Even as I work to design a voting booth vomit bag, knowing I will be disgusted with myself regardless of which of the likely nominees ends up getting my vote, I will fully defend the rights of my friends to support Trump, Clinton or any other candidate. I will assume you are doing so with the best of motivations unless your actions or remarks belie an alternative explanation. And if that happens, I hope you will respect my right to consider your views, take a deep breath and share my disagreement.
Democracy is not built around the presumption than any one of us knows all the right answers. It is built on the assumption that collective and even contentious debate will lead us to better answers.
Long troubled by the disproportionate primary process control of party extremists, I’m struggling to find a presidential candidate who offers me refuge from political homelessness.
With my political philosophy defined by non-traditional concepts of following Golden Rule principles and building unity – ideas that cross party lines – it’s not easy to find candidates I fully support. This year is no exception.
Republican leader Donald Trump routinely displays a full-force middle finger to anyone opposing him, emulating the contempt that President Obama has routinely displayed to his critics by not even pretending that different ideas could contain elements of merit. Perhaps Trump’s unflinching bravado explains his popularity among elements of the Republican electorate eager for payback, but he likely won’t build unity and he hasn’t even come close to sidling up to critical Golden Rule concepts.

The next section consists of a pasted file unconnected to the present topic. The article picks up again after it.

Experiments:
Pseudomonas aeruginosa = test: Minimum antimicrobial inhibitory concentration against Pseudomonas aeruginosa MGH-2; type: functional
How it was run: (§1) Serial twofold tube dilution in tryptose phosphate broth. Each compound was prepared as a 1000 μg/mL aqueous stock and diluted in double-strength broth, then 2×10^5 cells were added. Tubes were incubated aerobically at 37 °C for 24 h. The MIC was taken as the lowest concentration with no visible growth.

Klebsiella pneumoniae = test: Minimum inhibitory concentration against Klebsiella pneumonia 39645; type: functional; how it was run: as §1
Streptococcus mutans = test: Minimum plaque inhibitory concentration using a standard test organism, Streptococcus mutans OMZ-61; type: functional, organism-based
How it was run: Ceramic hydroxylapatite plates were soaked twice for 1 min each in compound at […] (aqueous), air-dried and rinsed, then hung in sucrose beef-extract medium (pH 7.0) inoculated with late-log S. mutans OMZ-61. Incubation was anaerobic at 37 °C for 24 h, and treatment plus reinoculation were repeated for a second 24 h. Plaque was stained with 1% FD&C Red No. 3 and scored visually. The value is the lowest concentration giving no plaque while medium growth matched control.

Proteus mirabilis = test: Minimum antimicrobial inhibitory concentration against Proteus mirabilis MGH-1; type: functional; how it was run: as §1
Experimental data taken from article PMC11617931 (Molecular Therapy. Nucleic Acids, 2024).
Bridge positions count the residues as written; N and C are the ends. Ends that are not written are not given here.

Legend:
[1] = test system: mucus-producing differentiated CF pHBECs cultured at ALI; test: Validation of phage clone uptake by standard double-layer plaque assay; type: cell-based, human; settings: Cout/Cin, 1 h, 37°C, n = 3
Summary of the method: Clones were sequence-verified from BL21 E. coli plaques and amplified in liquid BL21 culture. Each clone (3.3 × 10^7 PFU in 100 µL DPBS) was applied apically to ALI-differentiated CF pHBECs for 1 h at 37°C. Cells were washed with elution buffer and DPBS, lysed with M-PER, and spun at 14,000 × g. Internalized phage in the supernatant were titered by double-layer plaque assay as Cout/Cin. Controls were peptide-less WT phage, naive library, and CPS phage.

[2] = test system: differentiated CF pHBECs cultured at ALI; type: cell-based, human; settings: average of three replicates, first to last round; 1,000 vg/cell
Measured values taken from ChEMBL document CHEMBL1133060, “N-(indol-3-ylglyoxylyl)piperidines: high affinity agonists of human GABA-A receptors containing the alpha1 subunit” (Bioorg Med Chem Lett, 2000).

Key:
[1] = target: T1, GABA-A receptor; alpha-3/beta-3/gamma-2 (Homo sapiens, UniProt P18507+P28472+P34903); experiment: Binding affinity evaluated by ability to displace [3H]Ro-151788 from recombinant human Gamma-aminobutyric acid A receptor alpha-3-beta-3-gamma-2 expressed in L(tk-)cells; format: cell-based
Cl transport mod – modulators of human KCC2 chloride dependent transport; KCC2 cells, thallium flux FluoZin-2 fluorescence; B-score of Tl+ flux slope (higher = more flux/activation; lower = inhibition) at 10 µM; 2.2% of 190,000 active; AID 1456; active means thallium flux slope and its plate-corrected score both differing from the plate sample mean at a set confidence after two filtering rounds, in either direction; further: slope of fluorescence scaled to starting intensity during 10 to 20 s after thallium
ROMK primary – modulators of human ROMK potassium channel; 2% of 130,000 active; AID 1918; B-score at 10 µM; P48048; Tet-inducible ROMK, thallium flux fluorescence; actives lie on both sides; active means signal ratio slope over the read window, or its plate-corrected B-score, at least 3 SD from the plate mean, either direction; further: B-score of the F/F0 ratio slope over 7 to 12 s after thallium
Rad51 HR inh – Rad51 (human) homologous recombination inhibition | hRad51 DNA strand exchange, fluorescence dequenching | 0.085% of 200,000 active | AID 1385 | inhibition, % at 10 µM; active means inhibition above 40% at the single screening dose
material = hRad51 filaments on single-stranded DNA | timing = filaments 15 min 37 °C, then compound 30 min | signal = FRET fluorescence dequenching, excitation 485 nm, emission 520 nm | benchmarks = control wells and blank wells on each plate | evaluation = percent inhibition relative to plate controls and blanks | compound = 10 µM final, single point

Democrats are torn almost equally between a woman chosen by less than 10 percent of those Democratic voters who think honesty matters and a man committed to a Santa-like flow of government gifts. It seems Bernie Sanders would conscript more than half the nation into lifelong servitude that crosses the line between our Golden Rule duty to provide helping hands to those in need over to forcibly requiring the majority to porter around people who are both capable of walking on their own and likely to build better lives if left to paths with fewer bureaucratic obstacles.
Once I wake from the concept of changing my legal name to Hell No and running a November write-in campaign, I’m faced with the realistic dilemma of having to choose among less-than-desirable alternatives. Nevada caucus results only elevate my nightmare scenario prospects.
So what primary should I vote in when given a chance in mid-March? Who deserves help at least making it to November?
Each of us has our own priorities, but three fundamental reforms seem essential to the nation’s ability to survive long past our current 240 years (which also happens to be the average existence of empires before implosion or invasion). Continue reading
Only racism, bigotry or hatred could explain the call from presidential candidate Donald Trump for a temporary ban on Muslim travel into the United States or his months-old statements about Mexican immigrants. Right?
How can nearly 30 percent of the 40 percent of Americans who identify as Republican or Republican-leaning voters say they would vote for Trump today. Granted, his support from roughly 12 percent of the overall populace may not be enough to elect him President. Still, how could that many people find his exaggerated political statements anything other than repulsive?
It’s a question particularly perplexing, almost stunning, to liberal Democrats and libertarians, along with many traditional Republicans.
While I’m admittedly no fan of what I view as Trump’s Don Rickles campaign methodology, I’m convinced that the disparity in reactions to the Donald can be explained without labeling all of his supporters in terms so derogatory that no efforts to understand their motivations are necessary.